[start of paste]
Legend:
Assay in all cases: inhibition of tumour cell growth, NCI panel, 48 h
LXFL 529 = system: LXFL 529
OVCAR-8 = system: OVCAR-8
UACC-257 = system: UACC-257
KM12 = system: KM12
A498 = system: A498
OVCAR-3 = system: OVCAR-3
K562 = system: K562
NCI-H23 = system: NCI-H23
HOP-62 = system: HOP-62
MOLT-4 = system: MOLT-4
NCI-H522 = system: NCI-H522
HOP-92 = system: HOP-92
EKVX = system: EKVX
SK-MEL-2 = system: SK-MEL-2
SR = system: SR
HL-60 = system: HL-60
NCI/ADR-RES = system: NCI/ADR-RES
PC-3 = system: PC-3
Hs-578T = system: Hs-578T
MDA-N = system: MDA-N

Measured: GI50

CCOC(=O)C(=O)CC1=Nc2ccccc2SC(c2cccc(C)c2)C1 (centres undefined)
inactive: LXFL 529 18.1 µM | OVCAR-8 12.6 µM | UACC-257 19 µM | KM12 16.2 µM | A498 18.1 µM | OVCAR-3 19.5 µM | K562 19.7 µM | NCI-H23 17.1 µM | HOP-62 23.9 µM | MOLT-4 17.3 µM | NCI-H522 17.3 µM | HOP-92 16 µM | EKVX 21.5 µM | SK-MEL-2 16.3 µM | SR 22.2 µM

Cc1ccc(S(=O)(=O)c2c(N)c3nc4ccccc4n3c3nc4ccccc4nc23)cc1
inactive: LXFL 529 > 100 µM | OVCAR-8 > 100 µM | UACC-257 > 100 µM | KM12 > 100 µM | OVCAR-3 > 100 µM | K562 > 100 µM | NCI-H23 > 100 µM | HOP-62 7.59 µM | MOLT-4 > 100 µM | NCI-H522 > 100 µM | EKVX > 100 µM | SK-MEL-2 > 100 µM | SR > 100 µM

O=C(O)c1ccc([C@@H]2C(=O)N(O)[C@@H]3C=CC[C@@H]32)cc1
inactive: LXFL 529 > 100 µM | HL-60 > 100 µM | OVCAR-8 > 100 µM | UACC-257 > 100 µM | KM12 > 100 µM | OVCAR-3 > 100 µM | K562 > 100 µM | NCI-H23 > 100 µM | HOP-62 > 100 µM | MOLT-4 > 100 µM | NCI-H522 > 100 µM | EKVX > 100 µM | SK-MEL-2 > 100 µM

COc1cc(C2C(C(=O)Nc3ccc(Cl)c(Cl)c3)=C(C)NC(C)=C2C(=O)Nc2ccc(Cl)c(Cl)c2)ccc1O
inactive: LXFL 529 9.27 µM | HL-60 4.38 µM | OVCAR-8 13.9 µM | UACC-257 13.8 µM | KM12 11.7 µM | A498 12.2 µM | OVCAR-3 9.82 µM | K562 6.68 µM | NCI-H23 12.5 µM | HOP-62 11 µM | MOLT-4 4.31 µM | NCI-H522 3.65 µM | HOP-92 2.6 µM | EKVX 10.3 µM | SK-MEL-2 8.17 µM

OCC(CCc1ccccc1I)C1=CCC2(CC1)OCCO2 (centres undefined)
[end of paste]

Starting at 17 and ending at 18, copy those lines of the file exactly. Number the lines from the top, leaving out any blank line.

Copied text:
SR = system: SR
HL-60 = system: HL-60